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Addiction treatment in New Zealand requires urgent change

Addiction treatment in New Zealand requires urgent change

NZ Drug Foundation and NZ Society on Alcohol and Drug Dependence media release

30 August 2011

Addiction treatment in New Zealand has been seriously underfunded for many decades, National Addiction Centre Director Professor Doug Sellman told a symposium in Wellington today.

He also said treatment has been severely hampered because it is separated from the rest of the health service, especially primary care, such as GPs.

“What we have in this country is a form of ‘therapeutic apartheid’ which has got to be broken down if we are going to achieve better results from the $120 million currently being invested by the government in addiction treatment.

“Recovery from addiction is a long process for most people, but our current services are set up as if it is an acute disease like appendicitis that can be cured with an operation. What is needed is a much more responsive, longer-term model of care.”

Professor Sellman said two essential changes are that we should view every person with addiction and their family as having their ‘health home’ at their primary health care centre rather than at a specialist addiction service, and that the capability of primary care to provide addiction treatment must be significantly increased.

“It’s really important that primary health care staff play a major role in early intervention as well as in continuing care for people after they’ve had more intensive treatment.

“While specialist addiction treatment services need to increase in size to cope with unmet needs , they must also move much closer to (and even begin to overlap with) primary care.”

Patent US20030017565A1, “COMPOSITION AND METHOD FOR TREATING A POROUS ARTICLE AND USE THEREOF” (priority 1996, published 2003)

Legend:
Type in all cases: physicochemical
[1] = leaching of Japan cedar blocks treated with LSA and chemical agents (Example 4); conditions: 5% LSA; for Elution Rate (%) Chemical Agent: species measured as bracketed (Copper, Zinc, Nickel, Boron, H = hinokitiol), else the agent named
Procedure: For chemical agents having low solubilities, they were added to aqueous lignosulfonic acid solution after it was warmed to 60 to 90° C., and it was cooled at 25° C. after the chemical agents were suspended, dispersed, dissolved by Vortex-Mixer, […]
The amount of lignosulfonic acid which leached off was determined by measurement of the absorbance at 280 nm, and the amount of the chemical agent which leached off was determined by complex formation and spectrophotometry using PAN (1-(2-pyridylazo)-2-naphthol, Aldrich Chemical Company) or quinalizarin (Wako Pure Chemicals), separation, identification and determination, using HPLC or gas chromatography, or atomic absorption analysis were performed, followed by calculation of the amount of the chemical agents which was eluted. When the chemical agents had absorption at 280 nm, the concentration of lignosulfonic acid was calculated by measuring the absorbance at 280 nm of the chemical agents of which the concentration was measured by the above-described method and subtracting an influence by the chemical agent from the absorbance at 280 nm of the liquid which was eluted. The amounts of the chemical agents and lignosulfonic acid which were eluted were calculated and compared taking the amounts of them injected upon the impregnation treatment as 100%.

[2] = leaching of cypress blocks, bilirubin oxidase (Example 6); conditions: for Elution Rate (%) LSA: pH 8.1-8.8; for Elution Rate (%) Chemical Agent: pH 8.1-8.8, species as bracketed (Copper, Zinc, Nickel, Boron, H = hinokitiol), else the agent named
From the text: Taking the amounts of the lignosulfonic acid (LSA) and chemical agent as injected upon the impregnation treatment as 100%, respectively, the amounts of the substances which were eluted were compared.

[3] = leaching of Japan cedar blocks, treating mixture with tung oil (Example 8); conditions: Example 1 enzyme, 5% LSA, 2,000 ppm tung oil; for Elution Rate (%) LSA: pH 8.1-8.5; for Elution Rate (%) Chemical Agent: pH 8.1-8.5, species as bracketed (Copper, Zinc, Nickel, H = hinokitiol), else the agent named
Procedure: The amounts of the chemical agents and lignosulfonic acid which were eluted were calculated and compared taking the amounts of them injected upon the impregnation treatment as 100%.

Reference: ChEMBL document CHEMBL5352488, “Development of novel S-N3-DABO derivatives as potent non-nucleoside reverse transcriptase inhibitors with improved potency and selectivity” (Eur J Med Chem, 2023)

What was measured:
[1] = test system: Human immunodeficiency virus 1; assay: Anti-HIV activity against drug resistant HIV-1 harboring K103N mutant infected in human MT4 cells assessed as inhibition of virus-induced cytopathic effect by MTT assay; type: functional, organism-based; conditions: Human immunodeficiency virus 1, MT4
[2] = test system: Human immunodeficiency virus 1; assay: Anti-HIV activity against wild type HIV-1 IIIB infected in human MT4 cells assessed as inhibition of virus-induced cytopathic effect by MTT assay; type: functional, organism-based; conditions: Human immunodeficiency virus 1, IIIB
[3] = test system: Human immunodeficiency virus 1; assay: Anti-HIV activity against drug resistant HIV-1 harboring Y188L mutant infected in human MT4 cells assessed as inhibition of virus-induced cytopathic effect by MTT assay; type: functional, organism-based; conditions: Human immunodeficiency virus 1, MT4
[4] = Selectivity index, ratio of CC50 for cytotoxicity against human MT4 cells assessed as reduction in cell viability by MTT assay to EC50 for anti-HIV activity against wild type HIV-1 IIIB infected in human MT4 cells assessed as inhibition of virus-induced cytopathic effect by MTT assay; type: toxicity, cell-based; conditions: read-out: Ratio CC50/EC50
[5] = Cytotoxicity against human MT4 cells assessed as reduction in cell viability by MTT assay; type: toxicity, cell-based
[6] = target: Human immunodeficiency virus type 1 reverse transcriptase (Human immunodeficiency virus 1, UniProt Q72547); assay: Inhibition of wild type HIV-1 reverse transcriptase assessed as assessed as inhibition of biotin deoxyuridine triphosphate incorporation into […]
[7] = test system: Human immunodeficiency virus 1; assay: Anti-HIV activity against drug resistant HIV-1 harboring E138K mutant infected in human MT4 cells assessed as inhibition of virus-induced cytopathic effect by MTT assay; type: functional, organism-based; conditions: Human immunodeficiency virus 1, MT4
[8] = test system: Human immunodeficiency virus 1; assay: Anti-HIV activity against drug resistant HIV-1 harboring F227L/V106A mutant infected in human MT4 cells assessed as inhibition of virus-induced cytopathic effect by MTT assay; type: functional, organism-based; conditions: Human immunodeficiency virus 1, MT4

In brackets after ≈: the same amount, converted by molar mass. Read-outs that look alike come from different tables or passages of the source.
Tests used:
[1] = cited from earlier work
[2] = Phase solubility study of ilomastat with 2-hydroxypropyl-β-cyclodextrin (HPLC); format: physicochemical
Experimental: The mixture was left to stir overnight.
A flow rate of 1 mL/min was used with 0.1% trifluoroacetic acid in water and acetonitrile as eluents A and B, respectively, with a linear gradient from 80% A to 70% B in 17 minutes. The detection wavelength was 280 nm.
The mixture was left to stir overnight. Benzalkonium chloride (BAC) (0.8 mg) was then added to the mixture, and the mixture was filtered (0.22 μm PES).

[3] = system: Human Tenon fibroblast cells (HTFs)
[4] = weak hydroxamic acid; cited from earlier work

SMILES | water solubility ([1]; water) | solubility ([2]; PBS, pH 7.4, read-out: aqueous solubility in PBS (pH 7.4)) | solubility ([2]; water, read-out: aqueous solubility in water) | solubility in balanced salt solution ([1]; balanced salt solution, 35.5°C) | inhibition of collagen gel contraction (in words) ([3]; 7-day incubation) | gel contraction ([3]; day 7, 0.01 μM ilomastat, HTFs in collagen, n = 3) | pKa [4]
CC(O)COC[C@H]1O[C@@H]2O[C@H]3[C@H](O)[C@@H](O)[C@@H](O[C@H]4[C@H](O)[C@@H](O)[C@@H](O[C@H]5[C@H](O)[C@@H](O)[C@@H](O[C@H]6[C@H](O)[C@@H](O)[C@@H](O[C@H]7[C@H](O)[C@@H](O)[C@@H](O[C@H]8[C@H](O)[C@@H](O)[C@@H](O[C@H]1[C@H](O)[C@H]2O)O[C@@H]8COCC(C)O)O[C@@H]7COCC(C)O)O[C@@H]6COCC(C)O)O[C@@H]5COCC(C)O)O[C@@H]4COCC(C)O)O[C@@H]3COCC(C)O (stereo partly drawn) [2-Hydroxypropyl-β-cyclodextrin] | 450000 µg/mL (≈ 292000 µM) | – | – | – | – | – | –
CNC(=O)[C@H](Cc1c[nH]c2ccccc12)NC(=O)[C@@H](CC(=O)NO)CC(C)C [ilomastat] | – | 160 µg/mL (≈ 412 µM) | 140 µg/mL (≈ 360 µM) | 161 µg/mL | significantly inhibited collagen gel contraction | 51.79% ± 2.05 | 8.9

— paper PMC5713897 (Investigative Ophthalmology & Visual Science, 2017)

However, Professor Sellman warned that there are definite risks involved in making these structural changes.

“Specialist services are already fragile with high staff turnover and worrying demoralisation in many places.

“But the outcome will be improvements in quality of care and a reduction in the stigma attached to addictions. Job satisfaction among all health care workers involved in treating people with addictions will improve as well.”

Professor Sellman was one of nine drug policy experts speaking at the Through the Maze: Making treatment better Drug Policy Symposium organised by the New Zealand Drug Foundation and New Zealand Society on Alcohol and Drug Dependence.

The purpose of the invitation only Symposium was to help focus the attention of policy makers and funders on ways to develop a high quality addiction treatment system that gets more people into treatment and retains those who are already in.

The Symposium’s organisers believe this is a challenging time for addiction treatment services in New Zealand. Alcohol and other drug abuse is the sixth highest contributor to New Zealand’s burden of disease. Yet successive governments have underinvested in addiction treatment services that are proven to reduce alcohol and other drug harm.

ENDS

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